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Flexor Tendon Injury - Zone 2 - A Journey into 'No Mans Land'

History and treatment procedures for these types of injuries

Cathy Cassidy

on 26 December 2013

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Transcript of Flexor Tendon Injury - Zone 2 - A Journey into 'No Mans Land'

Flexor Tendon

A Journey into
'No Mans Land'
No Mans Land
Zone 2
Tendons attached to muscles in the forearm allow full flexion and extension of the fingers. These can become damaged in numerous ways through injury.
Early Mobilisation Management
of Zone 2
Tendon Injuries

Kleinert Protocol
Post operative Rehabilitation

A dorsal back slab splint is used with wrist in 30 degrees flexion and MCP joints in 60 - 70 degrees flexion, allowing full extension of IP joints.
Elastic bands are attached to the ends of the fingers and are used to replace the active flexion process of the tendon to reduce stress
Surgery is currently used to connect the ruptured ends of tendons together. A series of pulleys prevent the tendons bowstringing and adhesions can occur under these.

Splinting – in the 1960's Kleinert developed a protocol to help minimise these adhesions.

Hand Therapy – Exercise to reintroduce motion, build strength and reduce scarring.
History of

Hand Therapy

after Surgery

Early passive movement procedures were popularised by Kleinert and Duran during the 1970's.

As surgical procedures have advanced over the years, published studies have highlighted the importance of early controlled motion in zone 2.

Early active movement regimes were most commonly used before Kleinerts protocol.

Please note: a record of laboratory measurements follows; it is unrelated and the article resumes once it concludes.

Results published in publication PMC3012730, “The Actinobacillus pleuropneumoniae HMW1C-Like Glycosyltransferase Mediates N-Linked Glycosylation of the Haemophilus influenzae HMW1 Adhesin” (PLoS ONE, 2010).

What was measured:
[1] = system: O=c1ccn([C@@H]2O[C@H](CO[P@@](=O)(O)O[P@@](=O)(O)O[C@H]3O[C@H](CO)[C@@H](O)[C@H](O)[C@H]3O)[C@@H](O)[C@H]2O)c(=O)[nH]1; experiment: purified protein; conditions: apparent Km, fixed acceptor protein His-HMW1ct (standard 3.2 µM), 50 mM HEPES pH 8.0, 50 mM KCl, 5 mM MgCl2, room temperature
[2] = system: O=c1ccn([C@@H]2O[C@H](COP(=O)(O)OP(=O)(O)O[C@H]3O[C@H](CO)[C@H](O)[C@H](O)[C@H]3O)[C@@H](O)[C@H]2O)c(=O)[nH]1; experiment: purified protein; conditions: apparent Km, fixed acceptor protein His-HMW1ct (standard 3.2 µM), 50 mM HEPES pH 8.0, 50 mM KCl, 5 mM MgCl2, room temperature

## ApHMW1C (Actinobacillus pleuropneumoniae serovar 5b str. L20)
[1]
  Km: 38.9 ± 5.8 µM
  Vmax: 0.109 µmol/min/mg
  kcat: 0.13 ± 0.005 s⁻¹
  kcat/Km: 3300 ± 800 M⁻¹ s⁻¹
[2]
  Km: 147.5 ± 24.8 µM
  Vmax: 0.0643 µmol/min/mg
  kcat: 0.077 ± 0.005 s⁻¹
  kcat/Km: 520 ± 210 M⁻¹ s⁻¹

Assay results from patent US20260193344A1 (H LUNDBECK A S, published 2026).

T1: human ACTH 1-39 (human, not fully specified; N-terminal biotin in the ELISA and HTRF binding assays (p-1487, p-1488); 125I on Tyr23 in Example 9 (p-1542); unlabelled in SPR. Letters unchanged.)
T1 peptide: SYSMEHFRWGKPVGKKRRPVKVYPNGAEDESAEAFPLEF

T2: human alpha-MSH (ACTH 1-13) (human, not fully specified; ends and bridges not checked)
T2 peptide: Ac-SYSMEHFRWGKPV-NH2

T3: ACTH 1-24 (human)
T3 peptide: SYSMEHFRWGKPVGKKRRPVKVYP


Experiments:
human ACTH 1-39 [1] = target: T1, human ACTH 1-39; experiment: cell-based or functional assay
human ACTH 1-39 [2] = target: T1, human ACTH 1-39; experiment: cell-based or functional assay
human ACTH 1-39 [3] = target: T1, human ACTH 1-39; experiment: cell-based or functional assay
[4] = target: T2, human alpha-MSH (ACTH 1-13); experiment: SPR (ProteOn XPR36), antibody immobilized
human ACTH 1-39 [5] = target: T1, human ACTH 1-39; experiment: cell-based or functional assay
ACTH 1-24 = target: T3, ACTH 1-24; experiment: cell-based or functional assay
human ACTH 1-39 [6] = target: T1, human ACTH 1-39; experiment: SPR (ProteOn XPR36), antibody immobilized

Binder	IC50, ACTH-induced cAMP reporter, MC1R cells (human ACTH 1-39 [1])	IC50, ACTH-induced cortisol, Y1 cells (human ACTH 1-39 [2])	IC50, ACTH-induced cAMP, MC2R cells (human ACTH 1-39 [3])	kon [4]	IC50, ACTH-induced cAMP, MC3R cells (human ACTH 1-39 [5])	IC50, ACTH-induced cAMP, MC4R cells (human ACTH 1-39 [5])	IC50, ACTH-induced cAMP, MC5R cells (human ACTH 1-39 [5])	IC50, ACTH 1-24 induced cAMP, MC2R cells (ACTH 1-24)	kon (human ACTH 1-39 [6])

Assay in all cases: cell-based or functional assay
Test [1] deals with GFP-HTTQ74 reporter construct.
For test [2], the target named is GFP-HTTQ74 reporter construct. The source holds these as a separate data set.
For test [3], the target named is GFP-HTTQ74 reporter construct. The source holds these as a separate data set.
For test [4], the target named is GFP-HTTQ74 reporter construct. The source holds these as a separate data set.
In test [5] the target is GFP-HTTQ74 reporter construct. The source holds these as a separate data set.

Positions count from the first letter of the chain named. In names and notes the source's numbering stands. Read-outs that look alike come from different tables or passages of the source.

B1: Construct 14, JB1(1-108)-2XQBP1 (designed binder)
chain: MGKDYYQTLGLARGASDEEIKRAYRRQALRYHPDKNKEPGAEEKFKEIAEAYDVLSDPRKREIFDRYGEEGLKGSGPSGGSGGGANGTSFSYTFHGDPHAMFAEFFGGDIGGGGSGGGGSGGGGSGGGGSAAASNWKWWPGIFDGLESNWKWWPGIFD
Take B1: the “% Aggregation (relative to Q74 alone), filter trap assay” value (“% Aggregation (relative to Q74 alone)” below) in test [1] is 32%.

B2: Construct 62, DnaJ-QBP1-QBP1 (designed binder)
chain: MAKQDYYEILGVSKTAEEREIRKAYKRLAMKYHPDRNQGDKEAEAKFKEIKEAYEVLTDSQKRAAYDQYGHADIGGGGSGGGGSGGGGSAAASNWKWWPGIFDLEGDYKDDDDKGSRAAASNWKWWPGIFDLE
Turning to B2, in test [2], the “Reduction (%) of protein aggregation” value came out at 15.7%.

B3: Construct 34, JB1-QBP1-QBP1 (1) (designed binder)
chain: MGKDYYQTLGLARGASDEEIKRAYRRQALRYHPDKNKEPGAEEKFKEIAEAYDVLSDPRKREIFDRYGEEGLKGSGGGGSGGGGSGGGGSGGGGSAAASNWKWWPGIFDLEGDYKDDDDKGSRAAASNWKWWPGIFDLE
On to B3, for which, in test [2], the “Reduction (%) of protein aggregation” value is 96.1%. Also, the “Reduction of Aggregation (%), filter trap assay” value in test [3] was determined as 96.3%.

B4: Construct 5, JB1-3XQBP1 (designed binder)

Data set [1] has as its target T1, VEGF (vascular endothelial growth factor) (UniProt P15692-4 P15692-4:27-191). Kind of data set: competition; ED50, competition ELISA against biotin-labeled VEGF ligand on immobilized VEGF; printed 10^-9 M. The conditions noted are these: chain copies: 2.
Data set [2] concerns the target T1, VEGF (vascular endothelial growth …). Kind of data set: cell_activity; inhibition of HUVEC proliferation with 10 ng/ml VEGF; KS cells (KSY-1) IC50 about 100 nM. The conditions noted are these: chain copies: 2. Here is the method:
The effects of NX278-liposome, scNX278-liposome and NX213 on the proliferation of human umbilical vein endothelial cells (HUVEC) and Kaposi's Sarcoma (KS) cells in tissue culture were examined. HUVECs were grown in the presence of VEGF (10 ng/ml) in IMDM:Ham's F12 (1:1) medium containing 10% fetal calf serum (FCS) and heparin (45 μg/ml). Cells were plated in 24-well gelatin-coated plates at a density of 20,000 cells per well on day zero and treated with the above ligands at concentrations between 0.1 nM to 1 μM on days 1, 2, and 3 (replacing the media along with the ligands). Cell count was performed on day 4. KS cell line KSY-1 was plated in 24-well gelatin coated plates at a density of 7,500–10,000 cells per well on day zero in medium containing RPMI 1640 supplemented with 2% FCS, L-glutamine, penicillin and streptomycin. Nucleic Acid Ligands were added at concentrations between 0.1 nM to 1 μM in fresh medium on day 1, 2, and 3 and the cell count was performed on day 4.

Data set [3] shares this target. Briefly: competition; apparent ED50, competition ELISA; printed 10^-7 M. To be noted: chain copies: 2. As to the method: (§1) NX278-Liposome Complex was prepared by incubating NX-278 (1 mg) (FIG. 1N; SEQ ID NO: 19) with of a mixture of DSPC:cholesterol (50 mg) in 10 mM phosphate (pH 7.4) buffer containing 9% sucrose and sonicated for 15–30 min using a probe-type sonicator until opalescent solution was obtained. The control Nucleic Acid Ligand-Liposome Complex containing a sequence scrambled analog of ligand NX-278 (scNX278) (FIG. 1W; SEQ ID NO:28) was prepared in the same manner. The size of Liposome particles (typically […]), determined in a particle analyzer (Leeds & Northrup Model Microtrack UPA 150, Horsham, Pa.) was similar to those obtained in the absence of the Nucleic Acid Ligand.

Early Pioneers
Kleinerts Protocol
Zones of the hand

Bunnell (1944) described
zone II
of the hand as 'no mans land' as historically surgical repairs in this area were unsuccessful, resulting in poor range of motion.

The confined space, complex array of anatomical structures and grade of suture used were factors affecting poor results. Adhesions within the tendon sheath often occurred post surgery.
Duran Technique
Controlled passive motion using dorsal blocking splint but varies from Kleinhert protocol in following ways,

Wrist in 20 degrees of palmar flexion.

MP joints in 50 degrees of flexion and IP joints in neutral.

Splint is secured with velcro straps.

Twice daily exercise program performed for first 4 and half
weeks involving passive flexion and extension of PIP and DIP joints.
Early stage (0-3 weeks) after surgery

Splint: blocking splint to hold wrist in 45 degrees of flexion and MP joints in 10 to 20 degrees.

Rubber band traction from fingernail to wrist.

Exercise: hourly the patient extends fingers to splint limit, 10 times against rubber band tension

Intermediate stage (3 - 5 weeks) after surgery

Wrist band replaces back slab splint and is used with rubber band traction to affected fingers

Exercise: Active range of movements in hand and wrist encouraged. Injured digit still tethered at week 5, flexion thereafter.
After 5 weeks, elastic bands removed and exercises continue as in the early active movement regime.

BERGER Richard A, WEISS Arnold-Peter C, (2004) Hand Surgery, Philadelphia, Lippincott Williams & Wilkins

CANNON Nancy M, MALICK, MH , KASCH, MC (eds.). (1984) Manual on Management of Specific Hand Problems, Pittsburgh, Aren Publications.

HUNTER JM, MACKIN, EJ, CALLAHAN, AD. (2002) 5th edition. Rehabilitation of the Hand and Upper Extremity, St Louis, Mosby Publishing

NEWMEYER III, William L. (2003). Sterling Bunnell, MD: The Founding Father [online] The Journal of Hand Surgery 28, 1 161-164 last accessed on 2nd June 2013 at Science Direct, http//dx.doi.org/10.1053/jhsu

SALTER Maureen, CHESHIRE, Lynn (2000). Hand Therapy Principles and Practice. Oxford, Reed Educational and Professional Publishing Ltd.

With both the Kleinhert and modified Duran programs of rehabilitation, overall performance of flexor tendon repairs in zone 2 have greatly improved over the early active movement regimes.

Patients gained better range of movement with these techniques than those who were immobilized post surgery. (Malick and Kasch 1984)

Continuing research into this complex area is needed in the future due to the advancement in materials, surgical and therapeutic procedures and individual patient injury presentations.